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Sunday December 23, 2018
11:00 am - Saint Thomas Church
Preacher: Fr Turner

The Magnificat Magna Carta

Speaking of Mary, Archbishop Michael Ramsey described her role in the economy of salvation in these terms:

“The role of Mary is apparent. Her role has been a great one... for it was by divine grace and human response, divine command and human obedience, that the incarnation happened and God's new creation was begun.” 1.
This call and response, ‘Divine grace and human response; Divine command and human obedience,’ should seem familiar to us for it is found at the heart of our baptismal covenant and in three, powerful questions asked at the font:

• Do you turn to Jesus Christ and accept him as your Savior?
• Do you put your whole trust in his grace and love?
• Do you promise to follow and obey him as your Lord?

Our baptismal calling is like Mary’s vocation. The Annunciation of our Lord to the Blessed Virgin Mary led to the meeting of Elizabeth and Mary – two women of faith – a meeting overflowing with joy and overshadowed by God’s Holy Spirit; Mary’s song of praise is a response to God’s invitation and, if our baptismal covenant is a response to divine grace, then the Magnificat is not just Mary’s Song – it can also be our song too.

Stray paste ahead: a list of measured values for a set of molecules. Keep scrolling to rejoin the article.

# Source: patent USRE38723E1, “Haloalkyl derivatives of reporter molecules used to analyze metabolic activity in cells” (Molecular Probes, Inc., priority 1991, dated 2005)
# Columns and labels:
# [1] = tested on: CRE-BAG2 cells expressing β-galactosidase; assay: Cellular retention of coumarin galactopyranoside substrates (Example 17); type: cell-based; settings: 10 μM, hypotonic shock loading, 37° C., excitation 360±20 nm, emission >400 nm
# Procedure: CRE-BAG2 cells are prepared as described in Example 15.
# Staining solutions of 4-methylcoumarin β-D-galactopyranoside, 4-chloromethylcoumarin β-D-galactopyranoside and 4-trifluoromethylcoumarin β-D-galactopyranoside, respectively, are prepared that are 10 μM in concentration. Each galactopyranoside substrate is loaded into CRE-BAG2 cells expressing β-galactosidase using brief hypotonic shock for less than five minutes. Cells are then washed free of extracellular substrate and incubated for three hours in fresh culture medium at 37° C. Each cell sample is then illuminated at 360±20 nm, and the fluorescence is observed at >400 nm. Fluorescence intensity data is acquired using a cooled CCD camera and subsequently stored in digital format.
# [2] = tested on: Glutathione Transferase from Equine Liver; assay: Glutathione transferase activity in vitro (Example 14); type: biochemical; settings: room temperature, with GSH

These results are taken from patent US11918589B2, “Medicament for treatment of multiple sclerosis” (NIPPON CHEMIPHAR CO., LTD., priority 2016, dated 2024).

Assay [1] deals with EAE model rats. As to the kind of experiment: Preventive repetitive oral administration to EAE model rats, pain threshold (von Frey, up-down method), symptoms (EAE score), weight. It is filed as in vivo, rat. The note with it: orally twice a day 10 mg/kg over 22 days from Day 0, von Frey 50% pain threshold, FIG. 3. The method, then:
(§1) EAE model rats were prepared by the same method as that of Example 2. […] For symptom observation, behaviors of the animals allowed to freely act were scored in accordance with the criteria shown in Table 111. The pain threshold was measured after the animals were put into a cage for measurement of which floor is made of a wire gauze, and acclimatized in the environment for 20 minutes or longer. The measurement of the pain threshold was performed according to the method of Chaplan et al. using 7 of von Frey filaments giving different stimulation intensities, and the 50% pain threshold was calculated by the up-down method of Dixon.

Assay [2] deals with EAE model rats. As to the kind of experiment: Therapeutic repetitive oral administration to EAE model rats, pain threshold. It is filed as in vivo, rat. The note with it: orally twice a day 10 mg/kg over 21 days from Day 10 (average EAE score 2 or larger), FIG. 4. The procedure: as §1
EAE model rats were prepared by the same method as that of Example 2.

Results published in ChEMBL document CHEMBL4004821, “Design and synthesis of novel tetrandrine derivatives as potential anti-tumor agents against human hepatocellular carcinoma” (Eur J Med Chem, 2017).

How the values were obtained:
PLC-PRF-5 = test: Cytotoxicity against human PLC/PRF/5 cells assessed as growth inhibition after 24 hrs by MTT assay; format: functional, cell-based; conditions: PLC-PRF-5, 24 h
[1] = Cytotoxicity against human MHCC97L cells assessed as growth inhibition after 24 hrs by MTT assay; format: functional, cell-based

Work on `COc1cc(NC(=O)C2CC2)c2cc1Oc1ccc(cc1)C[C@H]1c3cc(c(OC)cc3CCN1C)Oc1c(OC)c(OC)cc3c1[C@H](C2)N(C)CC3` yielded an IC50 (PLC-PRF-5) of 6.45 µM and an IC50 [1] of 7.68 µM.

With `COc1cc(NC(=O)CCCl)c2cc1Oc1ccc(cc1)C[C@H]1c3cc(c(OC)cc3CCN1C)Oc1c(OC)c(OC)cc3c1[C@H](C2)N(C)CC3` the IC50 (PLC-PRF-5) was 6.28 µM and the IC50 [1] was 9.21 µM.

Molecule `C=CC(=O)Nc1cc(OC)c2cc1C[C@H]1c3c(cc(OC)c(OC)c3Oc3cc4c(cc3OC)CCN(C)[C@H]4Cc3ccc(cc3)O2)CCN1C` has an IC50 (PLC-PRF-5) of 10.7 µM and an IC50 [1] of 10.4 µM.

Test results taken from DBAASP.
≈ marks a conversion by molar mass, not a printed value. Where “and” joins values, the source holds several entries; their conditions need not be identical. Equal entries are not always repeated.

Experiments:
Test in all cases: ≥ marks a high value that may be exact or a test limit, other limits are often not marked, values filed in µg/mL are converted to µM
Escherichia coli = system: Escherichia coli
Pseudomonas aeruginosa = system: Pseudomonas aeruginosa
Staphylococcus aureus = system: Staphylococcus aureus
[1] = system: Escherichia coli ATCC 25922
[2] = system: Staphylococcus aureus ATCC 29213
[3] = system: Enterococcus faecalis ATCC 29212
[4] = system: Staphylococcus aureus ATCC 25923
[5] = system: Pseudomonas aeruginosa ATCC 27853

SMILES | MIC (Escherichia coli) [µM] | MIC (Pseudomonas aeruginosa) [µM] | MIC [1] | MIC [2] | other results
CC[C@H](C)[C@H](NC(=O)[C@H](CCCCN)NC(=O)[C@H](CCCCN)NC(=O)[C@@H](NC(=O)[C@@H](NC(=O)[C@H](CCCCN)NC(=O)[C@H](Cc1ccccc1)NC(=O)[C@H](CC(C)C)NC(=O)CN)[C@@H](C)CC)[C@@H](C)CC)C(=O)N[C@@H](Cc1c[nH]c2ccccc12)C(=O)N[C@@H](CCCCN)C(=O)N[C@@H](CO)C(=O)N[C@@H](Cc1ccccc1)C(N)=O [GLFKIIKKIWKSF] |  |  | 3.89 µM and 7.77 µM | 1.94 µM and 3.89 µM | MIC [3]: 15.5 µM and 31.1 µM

The Marist Father, Johann Rosten, says this about the Magnificat: “Mary's song is the magna carta of any and all authentic faith experience. …Whenever God chooses to establish his dwelling-place in a human heart, he stamps it with two of His own characteristic features, that is, with the attitudes of thanksgiving and sharing.” 2.
This ‘Magna Carta’ of authentic faith experience is rooted in the dynamic between God and his chosen people – first between God and Mary – and now between God and each one of us:

• Divine grace and our response.
• Divine command and our obedience.

The story of the Annunciation reveals that Mary was filled with grace – a free gift from the Father. The catechism of the Episcopal Church tells us that ‘Grace is God's favor toward us, unearned and undeserved; by grace God forgives our sins, enlightens our minds, stirs our hearts, and strengthens our wills.’ 3. And Mary is filled with this grace because Christ’s salvific work stretches backwards in time as well as forward. It is a wonderful mystery that the grace that flows from Christ fills Mary’s life even before he was born in the flesh. As Libby Clark, a dear parishioner who died just over a year ago used to say, “Grace stands for God’s riches at Christ’s expense.”

Filled with that grace – overshadowed by the Holy Spirit – Mary visited her cousin, Elizabeth, and she, also, was filled with the Holy Spirit. In a moment of ecstasy, she brought joy to birth: “Blessed is she who believed that there would be a fulfillment of what was spoken to her by the Lord.” (Divine grace and human response; Divine command and human obedience).

Johan Roten also says, “The "Magnificat" is both a Song of joy and a manifesto of hope. It is filled to the brim with sentiments of thanksgiving and sharing.”

Thanksgiving and Sharing: The Magnificat describes how the Church as a community of faith brings joy and hope to the world.